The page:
The Crowd at 90, Part II (Behind the scenes)

Director King Vidor got the idea for The Crowd after his wild success with The Big Parade (1925). He wanted a truly innovative film, in terms of acting and story as well as cinematography. Much of the camera work was influenced by the legendary director F.W. Murnau in particular and German Expressionism in general.

Thanks to his previous success, Vidor got the green light for this ambitious, experimental project from MGM’s wonder boy Irving G. Thalberg. Unsurprisingly, the infamous Louis B. Mayer hated it and held up release for nearly a year.

MGM insisted upon seven alternate endings, which were previewed in small towns. The film originally was released with two endings, the one Vidor intended and a scene of the Sims family around the Christmas tree after John gets a job with an ad agency.

Each theatre could choose which ending it wanted to show, but according to Vidor, most opted against the Christmas-themed ending.

Vidor wanted to avoid casting big names, to add authenticity to this story of everyday people. For the role of John, he chose James Murray. Contrary to popular misconception, Murray had had prior starring roles, and wasn’t an unknown extra who got a big break.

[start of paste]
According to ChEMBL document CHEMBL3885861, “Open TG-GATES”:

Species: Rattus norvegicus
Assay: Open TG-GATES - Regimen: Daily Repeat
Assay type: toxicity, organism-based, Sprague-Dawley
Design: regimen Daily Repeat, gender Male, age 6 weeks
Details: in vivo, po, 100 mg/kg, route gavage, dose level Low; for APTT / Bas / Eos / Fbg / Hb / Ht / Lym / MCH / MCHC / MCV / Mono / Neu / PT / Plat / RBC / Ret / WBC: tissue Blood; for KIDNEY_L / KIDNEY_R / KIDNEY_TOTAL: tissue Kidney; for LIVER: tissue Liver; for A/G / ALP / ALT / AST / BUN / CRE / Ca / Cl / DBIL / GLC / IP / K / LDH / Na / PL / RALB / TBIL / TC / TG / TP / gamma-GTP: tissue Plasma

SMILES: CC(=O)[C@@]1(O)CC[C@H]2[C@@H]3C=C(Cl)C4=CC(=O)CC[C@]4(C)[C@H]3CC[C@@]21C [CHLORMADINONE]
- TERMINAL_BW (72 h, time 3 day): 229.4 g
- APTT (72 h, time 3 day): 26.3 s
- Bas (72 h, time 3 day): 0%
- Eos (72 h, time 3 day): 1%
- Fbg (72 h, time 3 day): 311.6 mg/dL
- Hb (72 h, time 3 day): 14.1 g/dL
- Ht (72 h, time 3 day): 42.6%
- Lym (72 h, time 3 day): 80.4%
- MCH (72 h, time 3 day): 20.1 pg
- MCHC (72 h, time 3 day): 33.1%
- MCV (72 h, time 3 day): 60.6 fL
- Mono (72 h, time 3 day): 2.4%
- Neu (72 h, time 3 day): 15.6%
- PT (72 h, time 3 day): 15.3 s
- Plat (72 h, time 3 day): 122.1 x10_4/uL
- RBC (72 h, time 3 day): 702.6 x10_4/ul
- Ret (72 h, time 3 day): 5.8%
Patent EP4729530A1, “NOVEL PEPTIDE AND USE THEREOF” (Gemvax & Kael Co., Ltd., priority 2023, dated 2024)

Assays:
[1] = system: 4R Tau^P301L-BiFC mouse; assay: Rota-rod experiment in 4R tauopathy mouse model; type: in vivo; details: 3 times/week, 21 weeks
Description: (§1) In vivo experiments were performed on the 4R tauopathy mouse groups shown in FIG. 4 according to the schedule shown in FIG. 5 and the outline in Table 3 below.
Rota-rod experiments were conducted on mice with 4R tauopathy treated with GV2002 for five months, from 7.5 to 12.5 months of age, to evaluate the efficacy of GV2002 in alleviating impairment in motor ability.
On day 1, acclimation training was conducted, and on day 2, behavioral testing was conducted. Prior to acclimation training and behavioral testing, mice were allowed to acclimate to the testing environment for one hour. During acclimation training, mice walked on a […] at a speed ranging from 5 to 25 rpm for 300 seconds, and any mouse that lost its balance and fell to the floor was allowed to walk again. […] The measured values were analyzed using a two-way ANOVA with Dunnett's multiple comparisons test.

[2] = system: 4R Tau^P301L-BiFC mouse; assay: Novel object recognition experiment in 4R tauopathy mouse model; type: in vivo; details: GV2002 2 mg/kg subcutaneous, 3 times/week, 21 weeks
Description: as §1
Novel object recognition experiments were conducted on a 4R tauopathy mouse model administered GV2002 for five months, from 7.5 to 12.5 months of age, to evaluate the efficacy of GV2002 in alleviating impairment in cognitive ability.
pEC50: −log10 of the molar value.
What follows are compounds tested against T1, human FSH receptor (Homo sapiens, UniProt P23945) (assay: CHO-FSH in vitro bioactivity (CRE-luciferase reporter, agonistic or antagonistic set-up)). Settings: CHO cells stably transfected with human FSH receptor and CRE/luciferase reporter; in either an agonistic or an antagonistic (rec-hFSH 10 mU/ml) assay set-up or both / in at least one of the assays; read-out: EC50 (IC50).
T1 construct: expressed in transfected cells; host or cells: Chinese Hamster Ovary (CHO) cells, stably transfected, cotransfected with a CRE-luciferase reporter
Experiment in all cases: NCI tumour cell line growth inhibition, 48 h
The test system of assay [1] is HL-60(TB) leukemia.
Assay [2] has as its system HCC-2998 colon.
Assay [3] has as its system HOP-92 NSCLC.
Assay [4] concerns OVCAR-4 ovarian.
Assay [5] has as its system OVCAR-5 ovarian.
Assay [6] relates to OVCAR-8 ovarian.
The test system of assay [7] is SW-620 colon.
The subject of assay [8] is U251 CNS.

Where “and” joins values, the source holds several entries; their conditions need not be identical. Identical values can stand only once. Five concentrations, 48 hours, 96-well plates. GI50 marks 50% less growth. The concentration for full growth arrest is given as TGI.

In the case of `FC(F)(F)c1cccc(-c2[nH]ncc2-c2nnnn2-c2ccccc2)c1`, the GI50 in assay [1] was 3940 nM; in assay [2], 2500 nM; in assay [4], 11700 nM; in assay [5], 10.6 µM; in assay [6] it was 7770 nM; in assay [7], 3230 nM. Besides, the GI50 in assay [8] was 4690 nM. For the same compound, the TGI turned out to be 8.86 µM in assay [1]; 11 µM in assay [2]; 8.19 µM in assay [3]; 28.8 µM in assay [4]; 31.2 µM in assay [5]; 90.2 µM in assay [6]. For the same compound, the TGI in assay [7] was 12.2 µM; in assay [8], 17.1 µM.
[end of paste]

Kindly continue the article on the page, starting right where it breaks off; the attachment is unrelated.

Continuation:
Sadly, Murray’s alcoholism wreaked havoc on his promising acting career. In 1934, Vidor found him panhandling, and offered him the lead role in Our Daily Bread (a sequel to The Crowd) if he could lose weight, clean up his appearance, and stop drinking.

Reportedly, Murray turned down this generous offer by saying, “Just because I stop you on the street and try to borrow a buck you think you can tell me what to do. As far as I am concerned, you know what you can do with your lousy part.”

On 11 July 1936, Murray fell from the North River pier and drownt, aged only 35.

The role of Mary was played by Vidor’s second wife, Eleanor Boardman, who was under contract to MGM. Though she was much more popular and well-known than Murray, she wasn’t a gigantic star like Mary Pickford either.

She had a much happier life than Murray, and lived to the ripe old age of 93.

The Crowd enjoyed modest critical and financial success during its original theatrical run. Some critics, like the venerable Mordaunt Hall of The New York Times, loved it, while others found it boring, drab, and too long. In spite of the mixed reviews, the film earned twice its production costs.